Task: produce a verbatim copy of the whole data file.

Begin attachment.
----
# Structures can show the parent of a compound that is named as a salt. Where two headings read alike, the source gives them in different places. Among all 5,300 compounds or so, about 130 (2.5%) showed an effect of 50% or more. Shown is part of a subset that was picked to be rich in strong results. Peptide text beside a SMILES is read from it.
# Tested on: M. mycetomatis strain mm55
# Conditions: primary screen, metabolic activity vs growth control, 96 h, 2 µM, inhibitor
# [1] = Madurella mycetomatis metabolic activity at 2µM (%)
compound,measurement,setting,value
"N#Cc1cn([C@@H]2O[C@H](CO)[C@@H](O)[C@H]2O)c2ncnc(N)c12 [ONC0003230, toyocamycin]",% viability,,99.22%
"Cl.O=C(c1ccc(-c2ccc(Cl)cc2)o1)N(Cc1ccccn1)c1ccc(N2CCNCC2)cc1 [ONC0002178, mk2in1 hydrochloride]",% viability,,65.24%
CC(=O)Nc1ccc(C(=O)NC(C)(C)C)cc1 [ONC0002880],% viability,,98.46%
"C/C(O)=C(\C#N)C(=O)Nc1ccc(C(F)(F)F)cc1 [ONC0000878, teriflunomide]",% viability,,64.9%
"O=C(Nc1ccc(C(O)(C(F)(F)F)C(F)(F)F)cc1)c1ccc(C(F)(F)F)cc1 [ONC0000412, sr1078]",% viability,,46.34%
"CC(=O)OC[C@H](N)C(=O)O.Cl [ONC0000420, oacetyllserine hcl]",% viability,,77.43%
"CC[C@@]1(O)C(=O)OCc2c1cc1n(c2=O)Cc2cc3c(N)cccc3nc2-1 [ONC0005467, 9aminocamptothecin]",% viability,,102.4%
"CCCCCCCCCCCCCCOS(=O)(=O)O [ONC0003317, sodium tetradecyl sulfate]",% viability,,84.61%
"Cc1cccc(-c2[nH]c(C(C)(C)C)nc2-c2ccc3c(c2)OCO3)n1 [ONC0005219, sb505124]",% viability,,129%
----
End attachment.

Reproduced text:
# Structures can show the parent of a compound that is named as a salt. Where two headings read alike, the source gives them in different places. Among all 5,300 compounds or so, about 130 (2.5%) showed an effect of 50% or more. Shown is part of a subset that was picked to be rich in strong results. Peptide text beside a SMILES is read from it.
# Tested on: M. mycetomatis strain mm55
# Conditions: primary screen, metabolic activity vs growth control, 96 h, 2 µM, inhibitor
# [1] = Madurella mycetomatis metabolic activity at 2µM (%)
compound,measurement,setting,value
"N#Cc1cn([C@@H]2O[C@H](CO)[C@@H](O)[C@H]2O)c2ncnc(N)c12 [ONC0003230, toyocamycin]",% viability,,99.22%
"Cl.O=C(c1ccc(-c2ccc(Cl)cc2)o1)N(Cc1ccccn1)c1ccc(N2CCNCC2)cc1 [ONC0002178, mk2in1 hydrochloride]",% viability,,65.24%
CC(=O)Nc1ccc(C(=O)NC(C)(C)C)cc1 [ONC0002880],% viability,,98.46%
"C/C(O)=C(\C#N)C(=O)Nc1ccc(C(F)(F)F)cc1 [ONC0000878, teriflunomide]",% viability,,64.9%
"O=C(Nc1ccc(C(O)(C(F)(F)F)C(F)(F)F)cc1)c1ccc(C(F)(F)F)cc1 [ONC0000412, sr1078]",% viability,,46.34%
"CC(=O)OC[C@H](N)C(=O)O.Cl [ONC0000420, oacetyllserine hcl]",% viability,,77.43%
"CC[C@@]1(O)C(=O)OCc2c1cc1n(c2=O)Cc2cc3c(N)cccc3nc2-1 [ONC0005467, 9aminocamptothecin]",% viability,,102.4%
"CCCCCCCCCCCCCCOS(=O)(=O)O [ONC0003317, sodium tetradecyl sulfate]",% viability,,84.61%
"Cc1cccc(-c2[nH]c(C(C)(C)C)nc2-c2ccc3c(c2)OCO3)n1 [ONC0005219, sb505124]",% viability,,129%